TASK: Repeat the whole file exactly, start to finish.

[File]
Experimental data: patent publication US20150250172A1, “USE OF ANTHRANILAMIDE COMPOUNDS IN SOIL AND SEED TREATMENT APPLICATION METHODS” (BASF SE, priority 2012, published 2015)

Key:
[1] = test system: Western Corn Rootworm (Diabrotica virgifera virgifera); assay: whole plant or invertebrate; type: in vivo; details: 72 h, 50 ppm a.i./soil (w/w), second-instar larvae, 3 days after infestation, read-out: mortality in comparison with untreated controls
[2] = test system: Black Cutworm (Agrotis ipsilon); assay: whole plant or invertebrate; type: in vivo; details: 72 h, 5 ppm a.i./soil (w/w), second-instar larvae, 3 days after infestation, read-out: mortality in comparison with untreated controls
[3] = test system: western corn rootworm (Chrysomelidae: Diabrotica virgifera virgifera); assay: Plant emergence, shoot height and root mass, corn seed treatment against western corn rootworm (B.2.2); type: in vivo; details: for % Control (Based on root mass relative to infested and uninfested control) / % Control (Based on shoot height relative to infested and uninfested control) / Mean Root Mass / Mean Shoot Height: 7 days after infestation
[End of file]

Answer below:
Experimental data: patent publication US20150250172A1, “USE OF ANTHRANILAMIDE COMPOUNDS IN SOIL AND SEED TREATMENT APPLICATION METHODS” (BASF SE, priority 2012, published 2015)

Key:
[1] = test system: Western Corn Rootworm (Diabrotica virgifera virgifera); assay: whole plant or invertebrate; type: in vivo; details: 72 h, 50 ppm a.i./soil (w/w), second-instar larvae, 3 days after infestation, read-out: mortality in comparison with untreated controls
[2] = test system: Black Cutworm (Agrotis ipsilon); assay: whole plant or invertebrate; type: in vivo; details: 72 h, 5 ppm a.i./soil (w/w), second-instar larvae, 3 days after infestation, read-out: mortality in comparison with untreated controls
[3] = test system: western corn rootworm (Chrysomelidae: Diabrotica virgifera virgifera); assay: Plant emergence, shoot height and root mass, corn seed treatment against western corn rootworm (B.2.2); type: in vivo; details: for % Control (Based on root mass relative to infested and uninfested control) / % Control (Based on shoot height relative to infested and uninfested control) / Mean Root Mass / Mean Shoot Height: 7 days after infestation